Luxembourg Poverty Rate
While Luxembourg is a wealthy European country, some of its people still live in poverty. In 2015, one in five citizens – 19 percent – lived under the threat of poverty. Unfortunately, there has been an uptick in the Luxembourg poverty rate since 2003, when the rate was 15.8 percent. This was at least partly due to the financial crisis.

The European definition of poverty, which is used to determine the Luxembourg poverty rate, includes people whose income, including social benefits, amounts to less than 60 percent of the country’s median income and therefore are unable to afford basic necessities like rent and transportation.

There is, however, good news when it comes to jobs. The unemployment rate in Luxembourg is 5.7 percent. This is the fourth-best in Europe after Germany, Austria and Malta. The European average is 10.4 percent, making Luxembourg’s rate quite low in comparison.

The average household available income in Luxembourg is $40,914 U.S., much higher than $29,016 – the average of member countries in the Organization for Economic Cooperation Development (OECD). While income inequality has increased in Luxembourg since the financial crisis, it is still below the average of all OECD countries.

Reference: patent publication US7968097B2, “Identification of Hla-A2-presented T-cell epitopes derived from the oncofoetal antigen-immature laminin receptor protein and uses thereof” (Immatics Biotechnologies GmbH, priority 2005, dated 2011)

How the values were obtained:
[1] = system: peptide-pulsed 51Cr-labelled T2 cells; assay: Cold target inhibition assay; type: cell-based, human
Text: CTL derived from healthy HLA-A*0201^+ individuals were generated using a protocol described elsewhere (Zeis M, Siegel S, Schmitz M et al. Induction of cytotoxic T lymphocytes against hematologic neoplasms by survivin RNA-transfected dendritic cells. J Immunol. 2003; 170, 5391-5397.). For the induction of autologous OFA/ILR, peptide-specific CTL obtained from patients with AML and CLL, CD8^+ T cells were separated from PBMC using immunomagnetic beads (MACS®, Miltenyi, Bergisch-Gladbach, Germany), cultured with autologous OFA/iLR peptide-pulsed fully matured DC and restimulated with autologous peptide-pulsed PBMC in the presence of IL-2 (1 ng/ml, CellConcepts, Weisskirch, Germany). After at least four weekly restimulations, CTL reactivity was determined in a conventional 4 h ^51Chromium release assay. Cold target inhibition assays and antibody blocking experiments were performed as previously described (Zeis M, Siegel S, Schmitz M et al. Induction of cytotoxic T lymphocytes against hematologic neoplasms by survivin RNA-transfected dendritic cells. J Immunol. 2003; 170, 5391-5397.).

According to a study by EurWORK, about 12 percent of workers in Luxembourg are paid minimum wage. However, it is much more common for younger workers to be working for minimum wage than older workers. Unfortunately, nearly half of workers between the ages of 18 and 24 make so little that they fall below the poverty line.

Address Luxembourg’s Poverty Rate

Nevertheless, the government has introduced plans to help the working poor. The minimum wage is tied to the rate of inflation, so people with resources less than the legal limits are now given a guaranteed minimum income so they are able to support themselves. In 2009, the government also introduced childcare vouchers for families at risk of poverty to help them pay for daycare or after-school babysitting. Employers generally support these reforms.

Though poverty remains an issue in Luxembourg, the government has a history of implementing proactive solutions which gives citizens reason to be hopeful about their country’s poverty rate being reduced in the near future.

Brock Hall